ON THE killing of UST Nursing sophomore Jef Marty Longyapon along A.H. Lacson last Oct. 14, should the blame be placed only on hoodlums creeping along dark corners waiting to pounce on their next victims or also at least partly the city’s police officers and barangay officials?

Whether it is because of sheer incompetence, negligence, or lack of manpower of those who are supposed to keep our streets safe, the prevalence of street crimes is fast becoming an alarming situation not only for the police but especially for students, school administrators, and families all over the Metropolis as well.

Students usually complain of the lack of visibility of police officers. True enough, police battalions often only appear during street rallies around the immediate vicinities of the University. But most of the time, police officers patrolling the streets are a rare sight.

Meanwhile, it is also the responsibility of the barangay tanods to keep peace and order in their respective jurisdictions.

Worse, students are even taught to just give in to their assailants’ demands when attacked—an obvious lack in the belief in justice and the local government’s police power to keep such situations in check. Such distrust grows into tolerance of such crimes and, ultimately, tolerance of bad governance.

Is now the right time for UST’s own security forces to step in (or out of the University’s four walls) to protect its students?

Arguably, the jurisdiction of UST’s security personnel is within the 21-hectare lot. And while they are there to protect life and limb of those living, studying or working on campus, still, without the help of the proper authorities, UST security will be helpless since they are armed with nothing more than tear gas canisters and a club. A joint effort with a more enhanced intelligence and surveillance web should be employed by guardians of peace and order.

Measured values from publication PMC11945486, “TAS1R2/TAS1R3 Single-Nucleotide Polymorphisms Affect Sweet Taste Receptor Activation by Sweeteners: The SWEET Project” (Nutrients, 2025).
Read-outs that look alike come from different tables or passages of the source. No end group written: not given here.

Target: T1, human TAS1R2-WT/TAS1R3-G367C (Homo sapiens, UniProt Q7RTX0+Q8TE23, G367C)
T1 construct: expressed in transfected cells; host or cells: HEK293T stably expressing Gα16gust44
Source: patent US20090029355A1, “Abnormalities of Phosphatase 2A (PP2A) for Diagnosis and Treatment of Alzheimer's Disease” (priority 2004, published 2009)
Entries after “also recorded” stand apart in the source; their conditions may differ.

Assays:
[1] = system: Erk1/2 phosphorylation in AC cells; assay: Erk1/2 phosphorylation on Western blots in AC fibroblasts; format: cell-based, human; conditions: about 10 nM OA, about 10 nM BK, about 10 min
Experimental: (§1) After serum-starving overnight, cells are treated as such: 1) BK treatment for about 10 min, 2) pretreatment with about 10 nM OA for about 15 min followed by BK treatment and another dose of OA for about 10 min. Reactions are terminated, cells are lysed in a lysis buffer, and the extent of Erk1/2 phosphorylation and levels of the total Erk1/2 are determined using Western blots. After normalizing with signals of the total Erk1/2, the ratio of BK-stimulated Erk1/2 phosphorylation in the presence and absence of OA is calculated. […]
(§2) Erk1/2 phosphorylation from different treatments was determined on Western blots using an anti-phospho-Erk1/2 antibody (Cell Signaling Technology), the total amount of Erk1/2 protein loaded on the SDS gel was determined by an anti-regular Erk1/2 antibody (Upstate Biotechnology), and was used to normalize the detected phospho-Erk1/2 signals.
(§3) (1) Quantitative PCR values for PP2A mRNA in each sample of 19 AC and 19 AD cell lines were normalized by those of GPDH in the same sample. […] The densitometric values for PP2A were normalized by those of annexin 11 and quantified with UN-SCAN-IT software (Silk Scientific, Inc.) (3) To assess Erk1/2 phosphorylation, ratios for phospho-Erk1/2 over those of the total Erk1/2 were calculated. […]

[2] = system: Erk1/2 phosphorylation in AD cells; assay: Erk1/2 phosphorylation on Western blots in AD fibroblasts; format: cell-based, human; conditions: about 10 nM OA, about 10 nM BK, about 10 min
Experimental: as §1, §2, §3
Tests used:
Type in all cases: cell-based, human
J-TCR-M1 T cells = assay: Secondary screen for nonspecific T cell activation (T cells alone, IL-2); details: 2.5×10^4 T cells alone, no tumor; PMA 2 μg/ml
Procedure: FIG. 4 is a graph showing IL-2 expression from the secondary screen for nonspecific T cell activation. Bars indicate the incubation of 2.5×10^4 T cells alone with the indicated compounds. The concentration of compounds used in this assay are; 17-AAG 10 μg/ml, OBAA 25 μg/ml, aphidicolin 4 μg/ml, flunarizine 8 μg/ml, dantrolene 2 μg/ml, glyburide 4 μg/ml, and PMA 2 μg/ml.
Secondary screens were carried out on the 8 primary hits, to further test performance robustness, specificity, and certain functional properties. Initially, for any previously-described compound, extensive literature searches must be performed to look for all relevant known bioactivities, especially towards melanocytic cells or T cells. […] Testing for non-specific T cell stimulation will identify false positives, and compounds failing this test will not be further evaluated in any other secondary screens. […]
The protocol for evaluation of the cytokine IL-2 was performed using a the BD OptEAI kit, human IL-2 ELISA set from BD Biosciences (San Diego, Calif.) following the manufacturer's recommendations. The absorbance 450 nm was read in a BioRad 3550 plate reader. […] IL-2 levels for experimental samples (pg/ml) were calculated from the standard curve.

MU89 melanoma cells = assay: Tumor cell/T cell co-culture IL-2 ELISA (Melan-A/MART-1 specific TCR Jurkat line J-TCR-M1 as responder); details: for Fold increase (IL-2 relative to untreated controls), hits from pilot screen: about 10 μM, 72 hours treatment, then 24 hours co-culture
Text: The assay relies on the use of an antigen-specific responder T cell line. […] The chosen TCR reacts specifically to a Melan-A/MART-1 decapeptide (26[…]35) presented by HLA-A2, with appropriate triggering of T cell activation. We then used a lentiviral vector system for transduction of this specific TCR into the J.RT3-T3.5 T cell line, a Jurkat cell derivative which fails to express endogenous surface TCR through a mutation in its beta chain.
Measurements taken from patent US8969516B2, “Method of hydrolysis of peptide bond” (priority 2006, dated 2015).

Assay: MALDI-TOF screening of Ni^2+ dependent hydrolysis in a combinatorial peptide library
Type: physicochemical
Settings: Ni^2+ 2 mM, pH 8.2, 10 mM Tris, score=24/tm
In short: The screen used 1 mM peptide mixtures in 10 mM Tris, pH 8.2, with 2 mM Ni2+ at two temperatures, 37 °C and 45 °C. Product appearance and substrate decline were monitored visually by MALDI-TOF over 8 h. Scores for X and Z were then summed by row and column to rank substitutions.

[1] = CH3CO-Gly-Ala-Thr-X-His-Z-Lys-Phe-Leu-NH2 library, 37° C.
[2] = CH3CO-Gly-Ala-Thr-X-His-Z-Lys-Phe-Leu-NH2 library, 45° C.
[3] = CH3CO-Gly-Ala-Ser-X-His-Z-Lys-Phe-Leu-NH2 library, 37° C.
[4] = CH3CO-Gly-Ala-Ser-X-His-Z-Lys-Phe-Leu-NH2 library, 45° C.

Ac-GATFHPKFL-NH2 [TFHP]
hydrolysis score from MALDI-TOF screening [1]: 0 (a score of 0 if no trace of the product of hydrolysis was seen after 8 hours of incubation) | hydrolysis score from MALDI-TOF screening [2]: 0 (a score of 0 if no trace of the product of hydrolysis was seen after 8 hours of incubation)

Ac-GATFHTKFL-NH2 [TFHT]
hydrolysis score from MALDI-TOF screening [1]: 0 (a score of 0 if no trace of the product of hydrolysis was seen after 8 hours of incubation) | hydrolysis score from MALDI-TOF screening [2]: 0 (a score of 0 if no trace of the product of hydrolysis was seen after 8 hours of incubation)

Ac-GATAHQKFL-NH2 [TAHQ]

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Further, the local government should also light the way, literally, with functioning street lights along areas where students traverse. Lighting devices near schools, playgrounds, and other places frequented by civilians ought to be repaired; and if already repaired, enforced. Otherwise, criminals will continue to hide in the shadows, waiting to strike anew.

Lest another student gets shot or mauled or raped, more effort should be given—by police officers, the local government, and even civilians—to stop or, more importantly, prevent crime.

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